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PLoS One. 2015 Oct 12;10(10):e0140039. doi: 10.1371/journal.pone.0140039. eCollection 2015.

Improved Production Efficiency of Virus-Like Particles by the Baculovirus Expression Vector System.

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Alternative Gene Expression S.L. (ALGENEX), Edificio de empresas, Campus Montegancedo (Universidad Politécnica de Madrid), Pozuelo de Alarcón, Madrid, Spain.
Centro de Investigación en Sanidad Animal (CISA-INIA), Valdeolmos, Madrid, Spain.
Departamento de Biotecnología, Instituto Nacional de Investigación y Tecnología Agraria y Alimentaria (INIA), Autovia A6 Km 7, Madrid, Spain.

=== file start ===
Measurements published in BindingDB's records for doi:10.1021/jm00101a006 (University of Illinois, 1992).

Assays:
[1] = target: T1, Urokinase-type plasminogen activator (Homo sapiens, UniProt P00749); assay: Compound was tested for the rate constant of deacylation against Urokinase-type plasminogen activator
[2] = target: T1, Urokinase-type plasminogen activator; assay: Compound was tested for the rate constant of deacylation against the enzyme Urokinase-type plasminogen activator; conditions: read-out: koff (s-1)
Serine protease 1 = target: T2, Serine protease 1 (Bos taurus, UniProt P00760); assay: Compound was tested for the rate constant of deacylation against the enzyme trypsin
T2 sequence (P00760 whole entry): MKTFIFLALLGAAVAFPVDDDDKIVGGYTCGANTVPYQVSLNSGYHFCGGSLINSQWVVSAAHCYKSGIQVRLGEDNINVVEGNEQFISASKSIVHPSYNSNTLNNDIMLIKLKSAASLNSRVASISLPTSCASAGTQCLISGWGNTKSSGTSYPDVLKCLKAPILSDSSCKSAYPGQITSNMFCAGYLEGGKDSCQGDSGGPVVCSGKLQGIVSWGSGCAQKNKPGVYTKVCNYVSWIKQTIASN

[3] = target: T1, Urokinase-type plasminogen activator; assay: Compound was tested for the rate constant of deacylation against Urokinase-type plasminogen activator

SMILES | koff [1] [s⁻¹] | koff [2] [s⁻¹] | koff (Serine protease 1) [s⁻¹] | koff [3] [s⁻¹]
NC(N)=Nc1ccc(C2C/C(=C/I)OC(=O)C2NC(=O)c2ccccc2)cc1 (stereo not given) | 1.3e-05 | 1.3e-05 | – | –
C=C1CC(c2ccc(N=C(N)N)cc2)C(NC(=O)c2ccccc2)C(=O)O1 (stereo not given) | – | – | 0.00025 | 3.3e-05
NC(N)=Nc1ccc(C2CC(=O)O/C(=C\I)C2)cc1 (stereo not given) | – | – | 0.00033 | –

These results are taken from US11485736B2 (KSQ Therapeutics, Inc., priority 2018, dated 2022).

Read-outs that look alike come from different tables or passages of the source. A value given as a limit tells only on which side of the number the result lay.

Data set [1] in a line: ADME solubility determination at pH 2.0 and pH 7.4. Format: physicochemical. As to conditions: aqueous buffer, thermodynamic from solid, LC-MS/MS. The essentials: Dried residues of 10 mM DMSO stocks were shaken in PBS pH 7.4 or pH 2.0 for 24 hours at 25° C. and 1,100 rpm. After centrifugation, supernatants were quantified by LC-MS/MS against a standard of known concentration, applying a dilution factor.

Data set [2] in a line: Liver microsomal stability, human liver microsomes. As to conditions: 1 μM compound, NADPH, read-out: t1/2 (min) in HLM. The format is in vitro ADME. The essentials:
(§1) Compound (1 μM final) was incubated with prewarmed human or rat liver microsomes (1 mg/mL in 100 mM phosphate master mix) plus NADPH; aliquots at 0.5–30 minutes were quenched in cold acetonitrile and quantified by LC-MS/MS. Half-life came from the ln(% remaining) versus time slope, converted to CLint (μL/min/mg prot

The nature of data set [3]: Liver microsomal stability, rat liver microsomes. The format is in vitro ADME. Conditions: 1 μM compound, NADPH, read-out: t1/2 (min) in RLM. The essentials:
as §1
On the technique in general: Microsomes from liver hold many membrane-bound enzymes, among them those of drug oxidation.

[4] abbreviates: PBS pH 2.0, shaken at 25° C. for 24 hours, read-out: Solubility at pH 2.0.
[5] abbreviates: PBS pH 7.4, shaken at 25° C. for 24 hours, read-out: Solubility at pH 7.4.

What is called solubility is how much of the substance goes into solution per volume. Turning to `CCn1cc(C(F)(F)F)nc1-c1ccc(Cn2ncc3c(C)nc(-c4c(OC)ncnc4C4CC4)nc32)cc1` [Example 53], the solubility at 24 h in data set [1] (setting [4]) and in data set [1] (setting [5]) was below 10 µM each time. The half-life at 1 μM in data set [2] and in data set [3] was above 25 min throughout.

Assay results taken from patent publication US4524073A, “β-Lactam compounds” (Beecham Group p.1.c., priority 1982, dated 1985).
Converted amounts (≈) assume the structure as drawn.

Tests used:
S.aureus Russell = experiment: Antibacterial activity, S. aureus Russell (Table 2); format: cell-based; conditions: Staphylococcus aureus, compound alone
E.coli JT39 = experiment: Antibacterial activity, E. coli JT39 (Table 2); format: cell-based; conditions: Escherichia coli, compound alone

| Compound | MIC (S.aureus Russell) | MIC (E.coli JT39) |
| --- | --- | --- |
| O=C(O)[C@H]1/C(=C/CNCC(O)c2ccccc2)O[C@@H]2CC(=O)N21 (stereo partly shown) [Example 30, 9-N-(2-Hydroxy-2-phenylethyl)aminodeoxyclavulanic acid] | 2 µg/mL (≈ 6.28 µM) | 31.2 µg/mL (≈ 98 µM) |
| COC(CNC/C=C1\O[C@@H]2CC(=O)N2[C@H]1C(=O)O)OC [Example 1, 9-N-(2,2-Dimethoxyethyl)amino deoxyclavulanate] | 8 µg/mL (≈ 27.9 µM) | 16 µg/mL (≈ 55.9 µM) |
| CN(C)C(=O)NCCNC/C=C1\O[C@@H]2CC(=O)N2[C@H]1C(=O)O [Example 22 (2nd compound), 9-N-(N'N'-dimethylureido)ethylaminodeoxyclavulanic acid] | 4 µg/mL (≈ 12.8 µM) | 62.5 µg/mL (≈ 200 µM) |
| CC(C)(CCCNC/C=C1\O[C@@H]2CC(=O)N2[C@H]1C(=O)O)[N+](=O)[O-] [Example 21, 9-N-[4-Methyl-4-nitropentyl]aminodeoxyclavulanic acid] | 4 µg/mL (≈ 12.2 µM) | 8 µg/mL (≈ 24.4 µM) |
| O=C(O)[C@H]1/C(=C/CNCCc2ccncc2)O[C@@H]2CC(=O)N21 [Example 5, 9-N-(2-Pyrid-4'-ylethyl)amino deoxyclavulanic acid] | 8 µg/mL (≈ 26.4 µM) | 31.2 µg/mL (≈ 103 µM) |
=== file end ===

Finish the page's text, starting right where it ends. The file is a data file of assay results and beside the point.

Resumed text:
Vaccines based on virus-like particles (VLPs) have proven effective in humans and animals. In this regard, the baculovirus expression vector system (BEVS) is one of the technologies of choice to generate such highly immunogenic vaccines. The extended use of these vaccines for human and animal populations is constrained because of high production costs, therefore a significant improvement in productivity is crucial to ensure their commercial viability. Here we describe the use of the previously described baculovirus expression cassette, called TB, to model the production of two VLP-forming vaccine antigens in insect cells. Capsid proteins from porcine circovirus type 2 (PCV2 Cap) and from the calicivirus that causes rabbit hemorrhagic disease (RHDV VP60) were expressed in insect cells using baculoviruses genetically engineered with the TB expression cassette. Productivity was compared to that obtained using standard counterpart vectors expressing the same proteins under the control of the polyhedrin promoter. Our results demonstrate that the use of the TB expression cassette increased the production yields of these vaccine antigens by around 300% with respect to the standard vectors. The recombinant proteins produced by TB-modified vectors were fully functional, forming VLPs identical in size and shape to those generated by the standard baculoviruses, as determined by electron microscopy analysis. The use of the TB expression cassette implies a simple modification of the baculovirus vectors that significantly improves the cost efficiency of VLP-based vaccine production, thereby facilitating the commercial viability and broad application of these vaccines for human and animal health.

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